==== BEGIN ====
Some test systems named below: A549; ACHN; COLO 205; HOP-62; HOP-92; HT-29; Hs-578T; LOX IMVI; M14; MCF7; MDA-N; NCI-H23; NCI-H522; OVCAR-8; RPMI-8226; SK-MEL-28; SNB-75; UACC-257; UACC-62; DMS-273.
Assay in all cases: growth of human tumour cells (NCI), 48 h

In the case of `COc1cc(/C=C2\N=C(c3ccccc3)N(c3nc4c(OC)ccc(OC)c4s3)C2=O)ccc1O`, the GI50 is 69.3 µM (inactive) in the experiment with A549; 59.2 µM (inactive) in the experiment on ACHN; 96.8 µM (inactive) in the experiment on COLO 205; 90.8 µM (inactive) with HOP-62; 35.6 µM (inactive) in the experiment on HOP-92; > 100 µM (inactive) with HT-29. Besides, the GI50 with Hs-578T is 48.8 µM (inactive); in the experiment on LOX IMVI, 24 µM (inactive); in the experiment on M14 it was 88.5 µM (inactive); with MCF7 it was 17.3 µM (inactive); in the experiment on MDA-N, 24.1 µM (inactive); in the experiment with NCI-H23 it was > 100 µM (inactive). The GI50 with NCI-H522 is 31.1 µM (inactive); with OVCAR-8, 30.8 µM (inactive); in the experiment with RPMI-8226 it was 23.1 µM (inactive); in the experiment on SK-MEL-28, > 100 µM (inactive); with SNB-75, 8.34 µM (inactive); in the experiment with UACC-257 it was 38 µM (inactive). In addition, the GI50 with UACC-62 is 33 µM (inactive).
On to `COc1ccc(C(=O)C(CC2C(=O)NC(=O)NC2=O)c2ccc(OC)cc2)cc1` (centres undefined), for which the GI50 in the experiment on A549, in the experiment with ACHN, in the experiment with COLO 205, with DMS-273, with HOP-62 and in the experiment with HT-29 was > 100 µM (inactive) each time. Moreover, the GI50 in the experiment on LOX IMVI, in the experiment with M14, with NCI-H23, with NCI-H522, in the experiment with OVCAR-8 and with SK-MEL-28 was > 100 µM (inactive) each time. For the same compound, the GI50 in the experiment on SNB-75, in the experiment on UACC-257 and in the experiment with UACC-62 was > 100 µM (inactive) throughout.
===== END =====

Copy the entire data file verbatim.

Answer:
Some test systems named below: A549; ACHN; COLO 205; HOP-62; HOP-92; HT-29; Hs-578T; LOX IMVI; M14; MCF7; MDA-N; NCI-H23; NCI-H522; OVCAR-8; RPMI-8226; SK-MEL-28; SNB-75; UACC-257; UACC-62; DMS-273.
Assay in all cases: growth of human tumour cells (NCI), 48 h

In the case of `COc1cc(/C=C2\N=C(c3ccccc3)N(c3nc4c(OC)ccc(OC)c4s3)C2=O)ccc1O`, the GI50 is 69.3 µM (inactive) in the experiment with A549; 59.2 µM (inactive) in the experiment on ACHN; 96.8 µM (inactive) in the experiment on COLO 205; 90.8 µM (inactive) with HOP-62; 35.6 µM (inactive) in the experiment on HOP-92; > 100 µM (inactive) with HT-29. Besides, the GI50 with Hs-578T is 48.8 µM (inactive); in the experiment on LOX IMVI, 24 µM (inactive); in the experiment on M14 it was 88.5 µM (inactive); with MCF7 it was 17.3 µM (inactive); in the experiment on MDA-N, 24.1 µM (inactive); in the experiment with NCI-H23 it was > 100 µM (inactive). The GI50 with NCI-H522 is 31.1 µM (inactive); with OVCAR-8, 30.8 µM (inactive); in the experiment with RPMI-8226 it was 23.1 µM (inactive); in the experiment on SK-MEL-28, > 100 µM (inactive); with SNB-75, 8.34 µM (inactive); in the experiment with UACC-257 it was 38 µM (inactive). In addition, the GI50 with UACC-62 is 33 µM (inactive).
On to `COc1ccc(C(=O)C(CC2C(=O)NC(=O)NC2=O)c2ccc(OC)cc2)cc1` (centres undefined), for which the GI50 in the experiment on A549, in the experiment with ACHN, in the experiment with COLO 205, with DMS-273, with HOP-62 and in the experiment with HT-29 was > 100 µM (inactive) each time. Moreover, the GI50 in the experiment on LOX IMVI, in the experiment with M14, with NCI-H23, with NCI-H522, in the experiment with OVCAR-8 and with SK-MEL-28 was > 100 µM (inactive) each time. For the same compound, the GI50 in the experiment on SNB-75, in the experiment on UACC-257 and in the experiment with UACC-62 was > 100 µM (inactive) throughout.